What museum collections reveal about species accumulation, richness, and rarity: an example from the Diptera
Daniel J. Bickel, 1999. "What museum collections reveal about species accumulation, richness, and rarity: an example from the Diptera", The Other 99%: The Conservation and Biodiversity of Invertebrates, Winston Ponder, Daniel Lunney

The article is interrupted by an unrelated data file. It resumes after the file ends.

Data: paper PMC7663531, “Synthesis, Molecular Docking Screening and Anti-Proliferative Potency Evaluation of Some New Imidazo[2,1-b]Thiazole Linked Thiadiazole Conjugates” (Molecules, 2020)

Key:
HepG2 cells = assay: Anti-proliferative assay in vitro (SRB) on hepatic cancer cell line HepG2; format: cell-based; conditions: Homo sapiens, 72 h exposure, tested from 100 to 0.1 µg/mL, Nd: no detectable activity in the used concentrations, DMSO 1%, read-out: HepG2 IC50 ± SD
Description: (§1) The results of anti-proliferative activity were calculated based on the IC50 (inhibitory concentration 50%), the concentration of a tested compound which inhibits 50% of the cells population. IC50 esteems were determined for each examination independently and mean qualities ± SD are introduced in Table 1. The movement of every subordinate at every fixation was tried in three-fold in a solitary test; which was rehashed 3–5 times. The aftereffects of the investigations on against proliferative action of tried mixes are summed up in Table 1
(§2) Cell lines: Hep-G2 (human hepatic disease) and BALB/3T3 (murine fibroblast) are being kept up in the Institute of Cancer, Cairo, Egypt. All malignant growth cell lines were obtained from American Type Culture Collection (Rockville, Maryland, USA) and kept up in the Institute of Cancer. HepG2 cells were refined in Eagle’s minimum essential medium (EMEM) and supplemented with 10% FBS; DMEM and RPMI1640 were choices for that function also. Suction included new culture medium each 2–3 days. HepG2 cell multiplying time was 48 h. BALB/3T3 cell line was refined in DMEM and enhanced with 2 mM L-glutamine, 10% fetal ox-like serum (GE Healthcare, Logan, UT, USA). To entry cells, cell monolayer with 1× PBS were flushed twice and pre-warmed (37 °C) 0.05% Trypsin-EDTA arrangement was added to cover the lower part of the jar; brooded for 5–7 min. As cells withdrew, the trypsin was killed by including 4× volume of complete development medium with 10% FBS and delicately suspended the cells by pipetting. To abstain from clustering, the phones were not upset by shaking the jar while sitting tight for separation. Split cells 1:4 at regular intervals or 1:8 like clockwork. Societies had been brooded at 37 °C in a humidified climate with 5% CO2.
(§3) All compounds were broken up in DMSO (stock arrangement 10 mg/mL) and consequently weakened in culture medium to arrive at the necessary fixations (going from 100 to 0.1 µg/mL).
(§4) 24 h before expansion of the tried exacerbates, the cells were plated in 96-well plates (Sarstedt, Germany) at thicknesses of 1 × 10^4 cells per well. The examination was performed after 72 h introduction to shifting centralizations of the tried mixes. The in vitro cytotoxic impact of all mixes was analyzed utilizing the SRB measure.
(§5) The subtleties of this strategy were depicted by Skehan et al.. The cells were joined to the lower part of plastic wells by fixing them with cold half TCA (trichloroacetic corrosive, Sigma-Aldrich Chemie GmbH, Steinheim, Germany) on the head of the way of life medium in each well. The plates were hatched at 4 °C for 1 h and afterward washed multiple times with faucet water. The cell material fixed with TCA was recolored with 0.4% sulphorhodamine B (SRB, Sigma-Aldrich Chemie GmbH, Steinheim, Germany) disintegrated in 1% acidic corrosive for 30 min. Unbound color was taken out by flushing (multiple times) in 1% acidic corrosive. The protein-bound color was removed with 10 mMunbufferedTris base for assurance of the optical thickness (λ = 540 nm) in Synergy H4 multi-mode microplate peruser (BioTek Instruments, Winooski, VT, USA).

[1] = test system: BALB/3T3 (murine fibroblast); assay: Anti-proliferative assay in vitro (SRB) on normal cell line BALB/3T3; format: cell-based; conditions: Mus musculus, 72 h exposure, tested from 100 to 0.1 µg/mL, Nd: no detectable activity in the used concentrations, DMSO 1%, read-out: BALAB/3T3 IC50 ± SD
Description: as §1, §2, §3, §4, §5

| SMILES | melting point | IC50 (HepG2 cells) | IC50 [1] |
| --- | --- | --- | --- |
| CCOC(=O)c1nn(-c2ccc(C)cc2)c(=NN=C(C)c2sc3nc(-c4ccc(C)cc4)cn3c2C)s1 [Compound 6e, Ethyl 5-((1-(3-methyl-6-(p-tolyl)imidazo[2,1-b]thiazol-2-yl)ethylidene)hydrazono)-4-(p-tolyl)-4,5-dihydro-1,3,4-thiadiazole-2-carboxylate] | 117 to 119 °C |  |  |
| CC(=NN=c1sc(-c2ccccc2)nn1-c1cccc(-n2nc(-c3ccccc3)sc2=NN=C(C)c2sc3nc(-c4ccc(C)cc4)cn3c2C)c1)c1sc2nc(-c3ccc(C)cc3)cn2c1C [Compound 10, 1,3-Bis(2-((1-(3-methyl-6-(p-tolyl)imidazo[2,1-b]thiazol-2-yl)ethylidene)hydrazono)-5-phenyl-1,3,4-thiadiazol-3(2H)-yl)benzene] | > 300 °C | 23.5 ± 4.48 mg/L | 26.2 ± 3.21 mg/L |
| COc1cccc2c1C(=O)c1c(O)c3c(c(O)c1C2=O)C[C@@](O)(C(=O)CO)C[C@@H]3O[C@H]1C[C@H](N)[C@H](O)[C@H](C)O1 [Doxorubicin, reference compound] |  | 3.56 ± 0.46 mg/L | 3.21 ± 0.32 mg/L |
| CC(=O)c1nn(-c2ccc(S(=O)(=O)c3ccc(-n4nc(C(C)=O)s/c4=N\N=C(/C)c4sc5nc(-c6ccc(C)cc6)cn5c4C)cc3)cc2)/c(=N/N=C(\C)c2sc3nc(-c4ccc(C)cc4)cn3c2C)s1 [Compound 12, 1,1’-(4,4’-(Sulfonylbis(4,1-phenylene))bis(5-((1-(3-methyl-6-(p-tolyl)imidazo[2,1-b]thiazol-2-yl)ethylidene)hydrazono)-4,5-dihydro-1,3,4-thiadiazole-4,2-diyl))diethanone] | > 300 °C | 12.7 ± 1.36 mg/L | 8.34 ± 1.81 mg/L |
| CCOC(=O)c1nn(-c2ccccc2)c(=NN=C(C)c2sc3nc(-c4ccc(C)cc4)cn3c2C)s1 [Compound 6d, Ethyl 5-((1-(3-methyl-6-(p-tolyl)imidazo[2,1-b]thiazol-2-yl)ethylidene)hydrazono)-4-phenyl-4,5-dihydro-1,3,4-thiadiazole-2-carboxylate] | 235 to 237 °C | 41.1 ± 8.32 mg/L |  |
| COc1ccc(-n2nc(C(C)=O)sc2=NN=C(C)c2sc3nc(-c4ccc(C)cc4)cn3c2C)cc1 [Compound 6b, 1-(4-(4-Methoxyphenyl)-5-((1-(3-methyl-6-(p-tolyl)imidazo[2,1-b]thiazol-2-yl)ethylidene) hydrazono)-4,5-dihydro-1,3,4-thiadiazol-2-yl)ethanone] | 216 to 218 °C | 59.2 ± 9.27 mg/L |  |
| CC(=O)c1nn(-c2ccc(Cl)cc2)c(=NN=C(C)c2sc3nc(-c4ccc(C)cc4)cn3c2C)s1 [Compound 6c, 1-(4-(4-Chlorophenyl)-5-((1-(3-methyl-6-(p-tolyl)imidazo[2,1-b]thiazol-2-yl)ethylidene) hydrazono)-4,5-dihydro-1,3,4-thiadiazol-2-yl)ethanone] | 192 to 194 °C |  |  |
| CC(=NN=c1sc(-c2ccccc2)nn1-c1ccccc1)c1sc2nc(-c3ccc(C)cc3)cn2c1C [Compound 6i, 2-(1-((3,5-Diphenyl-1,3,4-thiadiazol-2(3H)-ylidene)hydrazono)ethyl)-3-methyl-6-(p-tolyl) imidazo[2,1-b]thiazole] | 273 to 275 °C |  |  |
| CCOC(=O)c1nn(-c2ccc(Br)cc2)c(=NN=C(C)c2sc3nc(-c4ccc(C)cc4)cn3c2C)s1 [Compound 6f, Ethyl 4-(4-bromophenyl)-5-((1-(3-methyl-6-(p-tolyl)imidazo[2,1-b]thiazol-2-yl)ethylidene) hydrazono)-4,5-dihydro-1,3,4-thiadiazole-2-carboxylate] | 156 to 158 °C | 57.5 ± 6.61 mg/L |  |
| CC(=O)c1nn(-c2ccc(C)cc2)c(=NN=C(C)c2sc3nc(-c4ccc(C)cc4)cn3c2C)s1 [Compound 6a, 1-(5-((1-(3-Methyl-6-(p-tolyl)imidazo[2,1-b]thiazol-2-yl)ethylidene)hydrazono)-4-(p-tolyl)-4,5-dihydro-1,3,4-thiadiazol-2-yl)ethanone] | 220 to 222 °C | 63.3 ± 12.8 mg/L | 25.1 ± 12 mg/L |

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A total collection database for the Australian Sciapodinae (Diptera: Dolichopodidae) , comprising 259 species, 1 109 sites and 2 452 collection events, was analysed to determine how collections accumulate species, and how this affects concepts of richness , and rarity. The year of first collection is seen as a more accurate indicator of species accumulation than year of description. Changing collecting methods and number of new sites sampled have a marked effect on the number of additional species accumulated. About half of all species can be considered rare , being known from 1–3 collecting sites. Many rare species were discovered only as a result of continuous or repeated trapping at a single site. Allowing for habitat differences, site richness is proportional to collecting intensity over time, and it is difficult to distinguish collecting history fro many inherent or special site richness. Such patterns are regarded as representative of small, species-rich flying insects, especially Diptera and Hymenoptera.